One of the ways I try to improve myself as both a writer and a horror writer is to read the works of the greats. Poe, Lovecraft, and Machen can be found in my kindle along with King, Straub, Bradbury, and Crichton. Throw in some Raymond Chandler and Ernest Hemingway and you get an idea how my writing is influenced.
But reading all the great old horror stories has become an exercise of looking back into a different world. It was a world where humans were more alone, and operated far more as independent actors. If separated from the crowd, they were more vulnerable in many ways…although in others I fear they may have been more resourceful.
But the event that truly led from that world to this one, was the introduction of the cell phone.
And believe me when I say it was only when I started writing horror that I discovered how fundamentally the cell phone changed things. The eighties are over and almost any kid running from the killer at Camp Bloodbath can now have the cavalry on the way in short order. This means the potential victim of the 21st century comes with a link to the rest of humanity that has to be believably and reasonably accounted for in every scenario. And it behooves the writer to be careful and not keep using the same plot devices to neutralize the device.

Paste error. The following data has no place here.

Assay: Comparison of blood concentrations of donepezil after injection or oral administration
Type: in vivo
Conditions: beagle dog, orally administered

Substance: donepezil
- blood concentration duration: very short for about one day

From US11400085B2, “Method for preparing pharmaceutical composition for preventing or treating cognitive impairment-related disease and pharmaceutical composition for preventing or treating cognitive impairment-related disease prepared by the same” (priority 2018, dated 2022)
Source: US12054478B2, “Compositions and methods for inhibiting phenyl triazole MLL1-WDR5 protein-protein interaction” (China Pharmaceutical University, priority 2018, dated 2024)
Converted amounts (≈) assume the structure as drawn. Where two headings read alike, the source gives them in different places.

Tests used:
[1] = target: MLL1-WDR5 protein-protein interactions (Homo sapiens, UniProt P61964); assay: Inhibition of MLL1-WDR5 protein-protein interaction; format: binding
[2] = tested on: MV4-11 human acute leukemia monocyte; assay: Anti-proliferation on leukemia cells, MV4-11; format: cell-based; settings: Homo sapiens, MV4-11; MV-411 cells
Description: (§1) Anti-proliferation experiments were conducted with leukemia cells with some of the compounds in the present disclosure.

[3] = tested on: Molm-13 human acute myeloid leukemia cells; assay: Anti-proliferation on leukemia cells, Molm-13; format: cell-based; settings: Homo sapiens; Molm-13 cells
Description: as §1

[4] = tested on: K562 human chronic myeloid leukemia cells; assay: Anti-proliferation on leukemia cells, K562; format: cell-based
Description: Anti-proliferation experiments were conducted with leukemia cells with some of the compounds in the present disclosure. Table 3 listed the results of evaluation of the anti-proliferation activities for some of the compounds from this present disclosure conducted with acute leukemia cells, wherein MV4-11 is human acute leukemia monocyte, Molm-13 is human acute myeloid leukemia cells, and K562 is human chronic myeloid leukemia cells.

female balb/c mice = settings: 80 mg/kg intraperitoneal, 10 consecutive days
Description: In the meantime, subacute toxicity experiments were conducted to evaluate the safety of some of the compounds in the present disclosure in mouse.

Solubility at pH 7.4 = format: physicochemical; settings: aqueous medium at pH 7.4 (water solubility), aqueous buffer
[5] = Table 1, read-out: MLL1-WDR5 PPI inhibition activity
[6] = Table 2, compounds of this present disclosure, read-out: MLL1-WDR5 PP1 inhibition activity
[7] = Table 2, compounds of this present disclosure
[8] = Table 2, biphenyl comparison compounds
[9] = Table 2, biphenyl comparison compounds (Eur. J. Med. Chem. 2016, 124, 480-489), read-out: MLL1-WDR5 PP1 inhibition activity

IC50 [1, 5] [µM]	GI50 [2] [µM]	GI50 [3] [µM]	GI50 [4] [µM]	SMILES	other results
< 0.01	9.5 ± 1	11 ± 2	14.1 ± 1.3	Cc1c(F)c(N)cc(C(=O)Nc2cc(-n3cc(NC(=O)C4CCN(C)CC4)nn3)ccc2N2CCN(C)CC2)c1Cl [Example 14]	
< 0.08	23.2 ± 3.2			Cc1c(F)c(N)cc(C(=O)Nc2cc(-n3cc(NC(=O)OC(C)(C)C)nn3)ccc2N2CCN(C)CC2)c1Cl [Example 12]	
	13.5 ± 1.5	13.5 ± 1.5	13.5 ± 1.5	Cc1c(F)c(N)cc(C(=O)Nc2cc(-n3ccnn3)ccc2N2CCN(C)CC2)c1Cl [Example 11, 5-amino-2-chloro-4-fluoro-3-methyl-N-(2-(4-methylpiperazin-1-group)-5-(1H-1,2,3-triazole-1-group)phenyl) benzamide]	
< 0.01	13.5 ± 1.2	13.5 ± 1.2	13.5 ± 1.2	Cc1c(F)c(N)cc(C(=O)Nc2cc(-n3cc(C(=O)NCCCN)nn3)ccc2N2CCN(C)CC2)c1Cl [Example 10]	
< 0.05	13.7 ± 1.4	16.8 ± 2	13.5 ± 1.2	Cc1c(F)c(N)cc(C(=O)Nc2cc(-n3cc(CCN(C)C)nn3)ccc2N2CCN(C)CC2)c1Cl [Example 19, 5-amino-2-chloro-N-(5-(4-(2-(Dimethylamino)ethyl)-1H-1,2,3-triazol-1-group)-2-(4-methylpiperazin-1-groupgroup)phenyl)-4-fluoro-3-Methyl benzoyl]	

As a matter of fact in some scenarios it may be better to find some way to use the phone to the plots advantage. But this is not always easy without being repetitive. And as cell phones become more sophisticated it’s the writer’s job to keep up with its capabilities, for they are out there and the reader is not going to be forgiving if the writer dispatches a victim who could have easily resolved the situation with the device on his belt. Not to mention, many phones can be tracked by authorities and used to located the person, meaning many of your 20th century slasher types would be leading the cops right to their lair.
So in that way alone, if you are attempting to write a hack’n’slash novel in the style of Friday the 13th, you are going to need a more sophisticated killer if you want the results to be believable.
And that’s just the tip of the iceberg. If you are writing a monster story and your monster does not have human intelligence and understands these things the problem is even worse. In today’s world his pic could be on Facebook before he knows what happened. Which brings us to the other game changer.
Go back and look at many of the great horror novels of the past forty years, and then imagine them with cell phones and internet. How many would be radically altered? How many would have their protagonists and victims acting in entirely different ways?
It’s a different world. And it's the writer's job to meet the challenge of writing for that world.